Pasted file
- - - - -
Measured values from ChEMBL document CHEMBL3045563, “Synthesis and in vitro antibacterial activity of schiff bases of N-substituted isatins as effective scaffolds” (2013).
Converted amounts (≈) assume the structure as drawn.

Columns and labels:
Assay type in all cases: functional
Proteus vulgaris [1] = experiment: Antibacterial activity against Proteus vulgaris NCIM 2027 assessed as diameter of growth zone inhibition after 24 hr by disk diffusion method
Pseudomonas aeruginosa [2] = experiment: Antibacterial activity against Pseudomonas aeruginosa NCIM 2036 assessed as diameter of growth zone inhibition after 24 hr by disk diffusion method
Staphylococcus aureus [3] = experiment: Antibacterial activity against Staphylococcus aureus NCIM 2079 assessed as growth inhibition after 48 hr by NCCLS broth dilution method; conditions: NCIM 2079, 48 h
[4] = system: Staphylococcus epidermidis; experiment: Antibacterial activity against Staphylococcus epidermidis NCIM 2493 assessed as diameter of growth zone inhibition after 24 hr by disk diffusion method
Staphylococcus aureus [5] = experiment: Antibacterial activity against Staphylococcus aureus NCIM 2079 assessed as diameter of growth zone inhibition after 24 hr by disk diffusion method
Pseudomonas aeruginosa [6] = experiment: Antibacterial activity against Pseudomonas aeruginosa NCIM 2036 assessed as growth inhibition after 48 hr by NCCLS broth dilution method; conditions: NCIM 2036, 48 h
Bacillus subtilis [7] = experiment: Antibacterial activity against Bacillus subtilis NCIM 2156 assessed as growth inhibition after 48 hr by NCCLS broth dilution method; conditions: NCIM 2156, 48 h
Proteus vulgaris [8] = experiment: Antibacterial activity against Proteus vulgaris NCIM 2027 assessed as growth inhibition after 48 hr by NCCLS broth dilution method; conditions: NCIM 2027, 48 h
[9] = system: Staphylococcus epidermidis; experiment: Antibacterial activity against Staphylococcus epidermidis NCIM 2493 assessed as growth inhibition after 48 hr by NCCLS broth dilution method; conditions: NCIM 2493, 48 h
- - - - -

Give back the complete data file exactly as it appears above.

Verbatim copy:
Measured values from ChEMBL document CHEMBL3045563, “Synthesis and in vitro antibacterial activity of schiff bases of N-substituted isatins as effective scaffolds” (2013).
Converted amounts (≈) assume the structure as drawn.

Columns and labels:
Assay type in all cases: functional
Proteus vulgaris [1] = experiment: Antibacterial activity against Proteus vulgaris NCIM 2027 assessed as diameter of growth zone inhibition after 24 hr by disk diffusion method
Pseudomonas aeruginosa [2] = experiment: Antibacterial activity against Pseudomonas aeruginosa NCIM 2036 assessed as diameter of growth zone inhibition after 24 hr by disk diffusion method
Staphylococcus aureus [3] = experiment: Antibacterial activity against Staphylococcus aureus NCIM 2079 assessed as growth inhibition after 48 hr by NCCLS broth dilution method; conditions: NCIM 2079, 48 h
[4] = system: Staphylococcus epidermidis; experiment: Antibacterial activity against Staphylococcus epidermidis NCIM 2493 assessed as diameter of growth zone inhibition after 24 hr by disk diffusion method
Staphylococcus aureus [5] = experiment: Antibacterial activity against Staphylococcus aureus NCIM 2079 assessed as diameter of growth zone inhibition after 24 hr by disk diffusion method
Pseudomonas aeruginosa [6] = experiment: Antibacterial activity against Pseudomonas aeruginosa NCIM 2036 assessed as growth inhibition after 48 hr by NCCLS broth dilution method; conditions: NCIM 2036, 48 h
Bacillus subtilis [7] = experiment: Antibacterial activity against Bacillus subtilis NCIM 2156 assessed as growth inhibition after 48 hr by NCCLS broth dilution method; conditions: NCIM 2156, 48 h
Proteus vulgaris [8] = experiment: Antibacterial activity against Proteus vulgaris NCIM 2027 assessed as growth inhibition after 48 hr by NCCLS broth dilution method; conditions: NCIM 2027, 48 h
[9] = system: Staphylococcus epidermidis; experiment: Antibacterial activity against Staphylococcus epidermidis NCIM 2493 assessed as growth inhibition after 48 hr by NCCLS broth dilution method; conditions: NCIM 2493, 48 h